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Numbers 21:4-9

 From Mount Hor they set out by the way to the Red Sea, to go around the land of Edom; but the people became impatient on the way. The people spoke against God and against Moses, ‘Why have you brought us up out of Egypt to die in the wilderness? For there is no food and no water, and we detest this miserable food.’ Then the Lord sent poisonous serpents among the people, and they bit the people, so that many Israelites died. The people came to Moses and said, ‘We have sinned by speaking against the Lord and against you; pray to the Lord to take away the serpents from us.’ So Moses prayed for the people. And the Lord said to Moses, ‘Make a poisonous serpent, and set it on a pole; and everyone who is bitten shall look at it and live.’ So Moses made a serpent of bronze, and put it upon a pole; and whenever a serpent bit someone, that person would look at the serpent of bronze and live.

"Snake Tales"

Thirty-five years ago, when I was making up my mind to move from Virginia to New England, I made up a list of pros and cons.  The list was neck and neck for a while, but obviously New England won out.  The debate in my head came down to something like this:

Con: New England has notoriously harsh winters which produce mountains of snow, plenty of ice to slip on regularly for months on end, low temperatures made worse by biting winds, weak winter sunshine resulting in Seasonal Affective Disorder, not to mention dry skin and chapped lips.

Pro: New England doesn’t have poisonous snakes.  (Or so I was told at the time.)

The “doesn’t have poisonous snakes” argument was pretty persuasive.  Taking on the perils of winter seemed like a fair trade if it meant I could leave the likes of cottonmouths and copperheads behind me.  Years later, when it was too late to turn back, my husband informed me that New England does, in fact, have at least one poisonous snake: the timber rattlesnake, an endangered species in New Hampshire.  I felt like I had been duped by a bait and switch campaign of the worst sort.  Who cares if there are probably only about 25 of these “shy, non-aggressive, mild mannered, who will only bite when stepped on” snakes in the state where I live?   I want my money back.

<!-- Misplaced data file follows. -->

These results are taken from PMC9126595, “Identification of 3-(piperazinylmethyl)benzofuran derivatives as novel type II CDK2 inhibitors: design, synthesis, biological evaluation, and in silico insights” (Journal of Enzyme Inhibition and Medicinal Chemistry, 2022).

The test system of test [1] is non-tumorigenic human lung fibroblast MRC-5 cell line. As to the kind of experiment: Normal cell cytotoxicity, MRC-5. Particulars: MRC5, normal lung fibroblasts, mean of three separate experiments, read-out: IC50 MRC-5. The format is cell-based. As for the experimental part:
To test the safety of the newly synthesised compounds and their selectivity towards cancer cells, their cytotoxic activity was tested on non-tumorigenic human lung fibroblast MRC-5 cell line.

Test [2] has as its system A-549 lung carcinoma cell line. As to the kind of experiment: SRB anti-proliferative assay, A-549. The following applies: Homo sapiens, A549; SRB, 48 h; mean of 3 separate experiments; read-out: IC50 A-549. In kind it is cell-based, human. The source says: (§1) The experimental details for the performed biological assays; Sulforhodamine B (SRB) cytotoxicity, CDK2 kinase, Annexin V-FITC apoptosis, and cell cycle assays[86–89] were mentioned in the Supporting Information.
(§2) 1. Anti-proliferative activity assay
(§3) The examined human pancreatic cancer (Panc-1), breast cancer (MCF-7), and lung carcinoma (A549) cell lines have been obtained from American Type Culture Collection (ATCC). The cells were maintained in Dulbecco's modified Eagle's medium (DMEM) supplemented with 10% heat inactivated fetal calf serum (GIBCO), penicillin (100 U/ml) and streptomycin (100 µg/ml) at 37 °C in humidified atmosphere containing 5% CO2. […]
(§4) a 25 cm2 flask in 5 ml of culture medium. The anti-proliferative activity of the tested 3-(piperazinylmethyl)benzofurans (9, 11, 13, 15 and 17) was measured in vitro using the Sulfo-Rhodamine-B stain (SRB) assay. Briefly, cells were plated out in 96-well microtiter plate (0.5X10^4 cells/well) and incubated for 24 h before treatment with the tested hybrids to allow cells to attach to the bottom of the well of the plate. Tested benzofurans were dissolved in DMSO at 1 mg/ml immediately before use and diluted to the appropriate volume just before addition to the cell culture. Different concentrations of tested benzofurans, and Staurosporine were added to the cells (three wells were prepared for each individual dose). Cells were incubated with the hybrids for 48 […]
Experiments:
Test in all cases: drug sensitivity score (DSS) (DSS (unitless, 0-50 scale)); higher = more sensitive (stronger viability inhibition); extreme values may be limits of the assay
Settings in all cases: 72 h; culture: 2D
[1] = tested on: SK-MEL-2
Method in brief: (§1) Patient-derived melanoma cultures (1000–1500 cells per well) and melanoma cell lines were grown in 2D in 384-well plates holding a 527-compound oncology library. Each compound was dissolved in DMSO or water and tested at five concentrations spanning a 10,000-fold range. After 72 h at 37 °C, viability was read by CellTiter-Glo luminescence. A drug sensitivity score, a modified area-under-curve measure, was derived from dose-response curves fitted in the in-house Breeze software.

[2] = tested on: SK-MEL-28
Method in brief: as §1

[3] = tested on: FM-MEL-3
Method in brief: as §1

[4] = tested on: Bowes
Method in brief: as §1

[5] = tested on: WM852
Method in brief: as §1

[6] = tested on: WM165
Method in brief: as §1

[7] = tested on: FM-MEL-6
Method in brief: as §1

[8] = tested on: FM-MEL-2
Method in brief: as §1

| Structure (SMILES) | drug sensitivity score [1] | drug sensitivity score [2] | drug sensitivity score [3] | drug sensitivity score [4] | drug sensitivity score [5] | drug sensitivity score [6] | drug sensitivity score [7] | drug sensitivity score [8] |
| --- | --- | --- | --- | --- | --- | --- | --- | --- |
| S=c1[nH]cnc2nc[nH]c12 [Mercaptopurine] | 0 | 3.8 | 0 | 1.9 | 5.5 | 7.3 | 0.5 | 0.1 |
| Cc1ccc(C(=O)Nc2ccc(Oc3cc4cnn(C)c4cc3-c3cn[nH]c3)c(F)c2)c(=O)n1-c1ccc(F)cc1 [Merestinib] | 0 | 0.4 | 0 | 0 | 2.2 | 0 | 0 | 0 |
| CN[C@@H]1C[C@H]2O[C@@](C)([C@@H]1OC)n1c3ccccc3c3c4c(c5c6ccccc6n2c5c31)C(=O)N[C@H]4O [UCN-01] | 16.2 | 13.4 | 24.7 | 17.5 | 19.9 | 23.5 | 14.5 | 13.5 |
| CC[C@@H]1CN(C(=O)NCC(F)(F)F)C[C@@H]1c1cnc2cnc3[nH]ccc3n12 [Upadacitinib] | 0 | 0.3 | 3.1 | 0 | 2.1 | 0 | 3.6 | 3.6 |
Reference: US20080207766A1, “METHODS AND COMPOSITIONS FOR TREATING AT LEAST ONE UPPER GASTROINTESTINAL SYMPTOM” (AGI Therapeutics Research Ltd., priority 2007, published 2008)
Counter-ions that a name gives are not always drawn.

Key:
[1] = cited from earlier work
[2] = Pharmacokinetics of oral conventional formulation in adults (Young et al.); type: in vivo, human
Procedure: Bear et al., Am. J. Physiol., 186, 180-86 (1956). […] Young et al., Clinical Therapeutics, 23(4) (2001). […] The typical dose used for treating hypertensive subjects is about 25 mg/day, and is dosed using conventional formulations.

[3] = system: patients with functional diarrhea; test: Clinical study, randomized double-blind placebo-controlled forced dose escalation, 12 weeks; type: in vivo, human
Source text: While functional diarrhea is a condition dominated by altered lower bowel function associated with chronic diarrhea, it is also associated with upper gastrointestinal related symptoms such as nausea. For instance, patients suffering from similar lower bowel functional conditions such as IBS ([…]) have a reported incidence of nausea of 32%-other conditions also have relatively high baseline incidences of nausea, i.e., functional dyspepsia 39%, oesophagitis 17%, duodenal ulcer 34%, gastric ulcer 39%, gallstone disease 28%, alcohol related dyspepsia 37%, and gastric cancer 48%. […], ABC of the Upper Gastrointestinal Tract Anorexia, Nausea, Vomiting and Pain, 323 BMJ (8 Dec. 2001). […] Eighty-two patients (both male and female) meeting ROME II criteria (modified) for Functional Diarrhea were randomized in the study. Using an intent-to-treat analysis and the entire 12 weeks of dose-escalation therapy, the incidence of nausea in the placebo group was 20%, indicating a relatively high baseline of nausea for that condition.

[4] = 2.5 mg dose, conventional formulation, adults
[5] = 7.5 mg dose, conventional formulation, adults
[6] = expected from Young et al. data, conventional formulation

Anyone here have a better relationship with snakes than I do?  Like many people, snakes give me the willies.  I surprise the garter snake that lives in our backyard at least once a summer, and as he gets bigger every year my screams get proportionately louder each time we meet.  For years, I avoided preaching on today’s passage from Numbers, with all its creepy snakes.  But there was also something intriguing about this puzzle around Moses and the people looking on the snake raised up on the pole, etc.  There’s something weird and incomprehensible about that thin line between magic and religion that I wanted to explore, but you have to deal with snakes before you can get to that. I felt it was time to face up to this passage and follow my sister’s advice on all things intimidating: “Put on your Big Girl panties and deal with it.” 

To tell the truth, I’m not sure what frightens me the most about this story: the presence of the snakes, or that the story claims that it was God who sent them the snakes in the first place as a form of punishment.  I mean, what kind of a God is that?  We have to remind ourselves that this is a story, with all of its attendant mechanisms of exaggeration, anthropomorphizing God, attempts to explain the unexplainable through stock characters, etc.  Setting aside that gnarly theological question for the moment, let us look at the complex relationship that has developed between God and the Children of Israel, for this passage is only one in a long series of episodes known as the “murmurings.” That there were so many murmurings is a pretty big hint that things weren’t going well between God and the Chosen Ones.